Regional Cancer Center ~ Erie, PA

What is caregiver stress?

Aug 16, 2013 | Posted in News, News and Tips for Healthy Living

What is caregiver stress?

In August, we honor all of the many caregivers that are with their loved ones day in and day out, helping their loved one deal with the many facets of the disease we know as cancer. Caring for another person takes a lot of time, effort, and work. In the process of caregiving, many put their own needs aside. Caregivers often end up feeling angry, anxious, isolated and sad. This is known as caregiver stress. Caregiver stress is the emotional strain of caregiving. Studies show that caregiving takes a toll on physical and emotional health. Caregivers are more likely to suffer from depression than their peers. Limited research suggests that caregivers may also be more likely to have health problems like diabetes and heart disease than non-caregivers.

Women caregivers are particularly prone to feeling stress and overwhelmed. Studies show that female caregivers have more emotional and physical health problems, employment-related problems, and financial strain than male caregivers. Other research shows that people who care for their spouses are more prone to caregiving-related stress than those who care for other family members.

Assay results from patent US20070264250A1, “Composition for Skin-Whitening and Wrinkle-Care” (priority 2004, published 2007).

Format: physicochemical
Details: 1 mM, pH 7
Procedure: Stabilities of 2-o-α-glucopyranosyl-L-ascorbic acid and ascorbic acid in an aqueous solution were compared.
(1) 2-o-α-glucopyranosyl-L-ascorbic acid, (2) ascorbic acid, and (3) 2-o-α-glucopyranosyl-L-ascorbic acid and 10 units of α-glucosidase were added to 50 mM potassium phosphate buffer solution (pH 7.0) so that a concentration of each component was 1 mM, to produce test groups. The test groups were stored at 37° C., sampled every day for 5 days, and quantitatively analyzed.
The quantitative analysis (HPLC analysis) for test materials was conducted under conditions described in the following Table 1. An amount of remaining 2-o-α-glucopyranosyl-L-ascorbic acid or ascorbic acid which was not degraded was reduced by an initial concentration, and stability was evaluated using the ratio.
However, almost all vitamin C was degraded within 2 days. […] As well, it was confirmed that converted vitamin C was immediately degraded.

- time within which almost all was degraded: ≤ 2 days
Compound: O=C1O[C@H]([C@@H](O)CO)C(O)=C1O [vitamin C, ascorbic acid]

It is important to note that caring for another person can also create positive emotional change. Aside from feeling stress, many caregivers say their role has had many positive effects on their lives. For example, caregivers report that caregiving has given them a sense of purpose. They say that their role makes them feel useful, capable and that they are making a difference in the life of a loved one.

What can caregivers do to help prevent or relieve their stress? Take the following steps to make YOUR health a priority:

  • Find out about community caregiving resources.
  • Ask for and accept help.
  • Stay in touch with friends and family. Social activities can help you feel connected and may reduce stress.
  • Find time for exercise most days of the week.
  • Prioritize, make lists and establish a daily routine.
  • Look to faith-based groups for support and help.
  • Join a support group for caregivers in your situation (like caring for a person with dementia). Many support groups can be found in the community or on the Internet.
  • See your doctor for a checkup. Talk to her about symptoms of depression or sickness you may be having.
  • Try to get enough sleep and rest.
  • Eat a healthy diet rich in fruits, vegetables, and whole grains and low in saturated fat.
  • Ask your doctor about taking a multivitamin.
  • Take one day at a time.

Information taken from

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